Interview: Author Julia Cooke On 'The Other Side Of Paradise'American Julia Cooke documented the ways Cuba has changed since Fidel Castro ceded authority to his brother. During her travels, she says, everything she thought she knew was "blown out of the water."
Since Fidel Castro ceded authority to his brother Raul in 2006, life in Cuba has slowly been changing. Young Cubans are more comfortable talking about their government and cellphones have begun to open up the island more, connecting it in a small way to the outside world.
Julia Cooke has witnessed the changes firsthand. She traveled to Cuba as a college student in 2003, and it so affected her that she returned in 2008 and began a five-year chronicling of post-Fidel society. She writes about her time there in her new book, The Other Side of Paradise: Life in the New Cuba.
Cooke says her first trip helped dissolve preconceptions she had about Cuba.
"The media situation here with Cuba is primarily dominated by politics and clichés ... and I think actually daily life is much more interesting than I had been led to believe," she tells Tess Vigeland, guest host of All Things Considered.
"And so I wanted to go back, especially on the verge of this cataclysmic change that was starting to happen — the departure of Fidel from the scene into the background — and find out how things actually functioned."
On the confusing economy of Cuba
In order to get any simple commodity, you have to figure who's selling it, and who needs to be buying it. So it's just a matter of spending a lot of time and asking a lot of questions.
I think that was one of the things I enjoyed most about being in Cuba was the almost childlike position that it put me in. I had to ask so many questions and be so prepared to have everything — all my preconceived notions — blown out of the water. Things as simple as where to buy fish. You're on an island. You think there should be fish everywhere, and there aren't.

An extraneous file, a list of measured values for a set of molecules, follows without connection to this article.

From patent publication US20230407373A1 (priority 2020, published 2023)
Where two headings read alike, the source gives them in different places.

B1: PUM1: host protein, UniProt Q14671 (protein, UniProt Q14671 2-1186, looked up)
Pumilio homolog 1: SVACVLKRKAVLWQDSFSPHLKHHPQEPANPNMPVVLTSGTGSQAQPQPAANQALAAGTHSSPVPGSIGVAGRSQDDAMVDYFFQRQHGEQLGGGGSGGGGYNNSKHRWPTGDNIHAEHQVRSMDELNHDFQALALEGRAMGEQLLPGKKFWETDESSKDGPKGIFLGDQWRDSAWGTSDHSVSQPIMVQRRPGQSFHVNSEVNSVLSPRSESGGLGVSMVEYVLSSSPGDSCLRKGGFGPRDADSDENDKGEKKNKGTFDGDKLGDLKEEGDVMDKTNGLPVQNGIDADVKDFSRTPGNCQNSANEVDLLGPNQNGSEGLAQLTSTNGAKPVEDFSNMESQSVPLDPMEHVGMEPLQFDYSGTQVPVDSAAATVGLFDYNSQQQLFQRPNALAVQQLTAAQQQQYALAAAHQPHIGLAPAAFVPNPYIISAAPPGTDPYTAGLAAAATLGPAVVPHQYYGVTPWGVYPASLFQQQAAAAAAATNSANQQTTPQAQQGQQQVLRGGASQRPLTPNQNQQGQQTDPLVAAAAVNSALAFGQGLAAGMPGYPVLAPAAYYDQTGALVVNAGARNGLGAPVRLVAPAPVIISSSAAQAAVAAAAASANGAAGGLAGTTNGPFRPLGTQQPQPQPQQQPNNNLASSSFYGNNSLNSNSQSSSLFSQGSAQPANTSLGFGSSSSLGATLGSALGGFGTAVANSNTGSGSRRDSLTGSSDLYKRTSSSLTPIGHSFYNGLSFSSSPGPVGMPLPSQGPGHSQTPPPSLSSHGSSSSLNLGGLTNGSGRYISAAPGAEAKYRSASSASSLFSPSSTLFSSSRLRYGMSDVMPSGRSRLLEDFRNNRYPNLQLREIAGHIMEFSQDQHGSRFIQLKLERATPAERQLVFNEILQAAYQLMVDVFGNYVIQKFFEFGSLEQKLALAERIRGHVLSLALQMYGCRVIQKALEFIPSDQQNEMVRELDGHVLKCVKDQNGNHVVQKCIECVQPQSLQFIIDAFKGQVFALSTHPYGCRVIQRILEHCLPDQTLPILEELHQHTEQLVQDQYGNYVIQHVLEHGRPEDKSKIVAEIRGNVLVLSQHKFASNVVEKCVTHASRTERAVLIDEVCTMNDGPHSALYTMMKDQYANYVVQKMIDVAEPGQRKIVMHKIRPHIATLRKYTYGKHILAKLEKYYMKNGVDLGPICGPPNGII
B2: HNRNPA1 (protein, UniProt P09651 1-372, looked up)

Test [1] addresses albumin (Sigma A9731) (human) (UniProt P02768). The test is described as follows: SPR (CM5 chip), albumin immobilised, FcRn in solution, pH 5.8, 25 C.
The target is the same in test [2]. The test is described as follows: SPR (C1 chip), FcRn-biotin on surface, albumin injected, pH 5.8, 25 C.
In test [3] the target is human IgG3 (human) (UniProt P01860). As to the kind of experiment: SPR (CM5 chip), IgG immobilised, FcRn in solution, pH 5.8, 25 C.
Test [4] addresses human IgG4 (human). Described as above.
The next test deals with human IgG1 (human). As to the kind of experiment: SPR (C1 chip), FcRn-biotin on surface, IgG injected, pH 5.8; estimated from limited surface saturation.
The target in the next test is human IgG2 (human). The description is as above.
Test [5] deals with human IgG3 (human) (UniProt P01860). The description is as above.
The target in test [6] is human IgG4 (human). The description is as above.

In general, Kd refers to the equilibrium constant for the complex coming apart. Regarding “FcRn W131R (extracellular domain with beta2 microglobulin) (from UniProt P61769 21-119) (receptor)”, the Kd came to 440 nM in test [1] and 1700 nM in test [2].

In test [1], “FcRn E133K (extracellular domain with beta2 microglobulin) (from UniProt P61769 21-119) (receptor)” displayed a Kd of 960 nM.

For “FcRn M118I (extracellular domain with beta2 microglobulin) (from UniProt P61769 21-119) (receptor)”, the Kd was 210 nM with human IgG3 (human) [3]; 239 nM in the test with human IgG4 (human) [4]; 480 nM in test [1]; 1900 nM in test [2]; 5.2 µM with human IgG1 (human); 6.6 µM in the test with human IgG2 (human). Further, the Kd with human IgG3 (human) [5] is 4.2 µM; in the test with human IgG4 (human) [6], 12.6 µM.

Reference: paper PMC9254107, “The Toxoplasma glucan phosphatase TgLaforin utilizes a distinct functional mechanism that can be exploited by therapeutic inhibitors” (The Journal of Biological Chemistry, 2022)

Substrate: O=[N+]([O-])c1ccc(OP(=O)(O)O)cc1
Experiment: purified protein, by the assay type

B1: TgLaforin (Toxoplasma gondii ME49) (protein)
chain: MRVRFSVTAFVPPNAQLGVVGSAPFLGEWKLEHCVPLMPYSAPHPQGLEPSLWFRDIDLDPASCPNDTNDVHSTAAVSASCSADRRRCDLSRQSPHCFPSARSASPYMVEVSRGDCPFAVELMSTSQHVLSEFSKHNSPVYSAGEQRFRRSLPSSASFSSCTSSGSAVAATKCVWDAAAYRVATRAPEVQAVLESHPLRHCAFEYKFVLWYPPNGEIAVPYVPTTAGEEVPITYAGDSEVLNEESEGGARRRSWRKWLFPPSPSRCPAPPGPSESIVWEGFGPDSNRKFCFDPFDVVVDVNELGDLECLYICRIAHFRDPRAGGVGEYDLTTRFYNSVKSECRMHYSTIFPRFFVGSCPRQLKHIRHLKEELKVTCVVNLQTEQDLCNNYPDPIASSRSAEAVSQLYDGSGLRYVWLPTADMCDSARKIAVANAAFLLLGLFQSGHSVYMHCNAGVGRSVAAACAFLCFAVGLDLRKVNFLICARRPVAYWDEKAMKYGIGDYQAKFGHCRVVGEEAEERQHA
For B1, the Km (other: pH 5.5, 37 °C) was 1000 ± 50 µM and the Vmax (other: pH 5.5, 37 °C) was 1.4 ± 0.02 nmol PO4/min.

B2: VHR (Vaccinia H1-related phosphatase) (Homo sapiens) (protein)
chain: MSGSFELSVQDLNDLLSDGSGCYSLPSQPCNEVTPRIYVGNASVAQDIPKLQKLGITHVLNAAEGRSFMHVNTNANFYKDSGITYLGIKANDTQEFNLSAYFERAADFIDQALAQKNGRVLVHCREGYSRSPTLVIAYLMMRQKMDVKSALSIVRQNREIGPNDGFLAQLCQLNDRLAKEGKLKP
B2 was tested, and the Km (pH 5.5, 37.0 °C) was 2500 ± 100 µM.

On the Cuban black market, and buying Serrano ham
It was moment I felt like I meant something to someone in Cuba, when a friend of mine, an artist friend, gave me the phone number of his black-market food provider. Because it's kind of a dangerous thing: The black market food providers are obviously functioning illegally. And it meant he trusted me, first of all. It also meant he cared about me enough to provide more demand for the thing he also wanted, which could potentially drive up the prices of these items on the island.
So I called him and I was like, "What do you have?" And he was like, "I've got blue cheese, I've got parmesan, I've got Serrano ham, I've got smoke salmon," and he rattled off this list. And I was like, "I want Serrano ham, I want parmesan cheese and I want smoked salmon." And he just showed up the next day with this big bag full of stuff, and I paid him.
On traveling under the radar in Cuba
It was stressful. I was there on a tourist and then a student visa. I didn't want to get a journalist visa because the journalists I had known that had gotten journalist visas from Mexico City were coddled. They were given permission to do certain things; they were very much on the grid in Cuba. I didn't want that for myself. ... I wanted to be able to interview who I wanted to be able to interview, but that meant I was constantly afraid of being asked to leave.
On American misconceptions about Cuba
I've gotten so many comments recently that people are surprised to hear that Cubans don't hate Americans. And you know, I never met a Cuban who didn't have a family member of some sort who was living abroad. So Cubans are a much more sophisticated bunch than I think many Americans think they are. And there is zero animosity on the part of the Cuban people toward the American people.
I think that's one really unique thing about Cuba is that contemporary Cuba is very cognizant of how detached politics is from life. ... It's second nature to them to say, "Your government stinks, but come on in and have a rum with me."